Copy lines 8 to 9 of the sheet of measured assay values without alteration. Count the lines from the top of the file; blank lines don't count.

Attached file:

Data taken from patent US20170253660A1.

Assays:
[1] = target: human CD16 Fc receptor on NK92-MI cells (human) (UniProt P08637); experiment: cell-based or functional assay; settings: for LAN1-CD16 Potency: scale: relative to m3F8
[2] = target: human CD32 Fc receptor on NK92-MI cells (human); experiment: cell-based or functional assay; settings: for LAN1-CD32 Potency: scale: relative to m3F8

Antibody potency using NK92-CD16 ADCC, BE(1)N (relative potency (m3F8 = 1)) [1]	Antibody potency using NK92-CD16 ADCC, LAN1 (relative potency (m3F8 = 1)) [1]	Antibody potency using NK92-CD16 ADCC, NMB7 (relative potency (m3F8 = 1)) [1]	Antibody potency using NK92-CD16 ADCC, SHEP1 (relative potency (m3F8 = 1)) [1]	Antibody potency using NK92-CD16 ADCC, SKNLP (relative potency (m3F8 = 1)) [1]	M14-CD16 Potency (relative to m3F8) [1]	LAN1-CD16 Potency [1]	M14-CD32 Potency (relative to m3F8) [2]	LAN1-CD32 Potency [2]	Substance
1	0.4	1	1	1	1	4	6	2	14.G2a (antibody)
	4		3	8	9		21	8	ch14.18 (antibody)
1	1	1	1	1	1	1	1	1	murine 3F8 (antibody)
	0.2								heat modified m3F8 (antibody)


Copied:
1	1	1	1	1	1	1	1	1	murine 3F8 (antibody)
	0.2								heat modified m3F8 (antibody)